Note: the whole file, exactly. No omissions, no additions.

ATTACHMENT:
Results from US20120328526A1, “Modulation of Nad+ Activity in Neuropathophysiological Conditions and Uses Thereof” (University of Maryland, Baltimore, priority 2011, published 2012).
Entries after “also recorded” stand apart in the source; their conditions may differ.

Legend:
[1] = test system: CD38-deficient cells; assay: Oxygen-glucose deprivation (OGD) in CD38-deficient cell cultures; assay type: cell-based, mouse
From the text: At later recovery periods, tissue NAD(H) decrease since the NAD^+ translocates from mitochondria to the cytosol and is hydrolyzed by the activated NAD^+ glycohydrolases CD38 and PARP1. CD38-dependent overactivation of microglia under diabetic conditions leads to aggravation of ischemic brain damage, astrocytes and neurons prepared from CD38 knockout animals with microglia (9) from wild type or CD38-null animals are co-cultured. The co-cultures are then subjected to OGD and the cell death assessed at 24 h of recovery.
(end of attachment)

Results from US20120328526A1, “Modulation of Nad+ Activity in Neuropathophysiological Conditions and Uses Thereof” (University of Maryland, Baltimore, priority 2011, published 2012).
Entries after “also recorded” stand apart in the source; their conditions may differ.

Legend:
[1] = test system: CD38-deficient cells; assay: Oxygen-glucose deprivation (OGD) in CD38-deficient cell cultures; assay type: cell-based, mouse
From the text: At later recovery periods, tissue NAD(H) decrease since the NAD^+ translocates from mitochondria to the cytosol and is hydrolyzed by the activated NAD^+ glycohydrolases CD38 and PARP1. CD38-dependent overactivation of microglia under diabetic conditions leads to aggravation of ischemic brain damage, astrocytes and neurons prepared from CD38 knockout animals with microglia (9) from wild type or CD38-null animals are co-cultured. The co-cultures are then subjected to OGD and the cell death assessed at 24 h of recovery.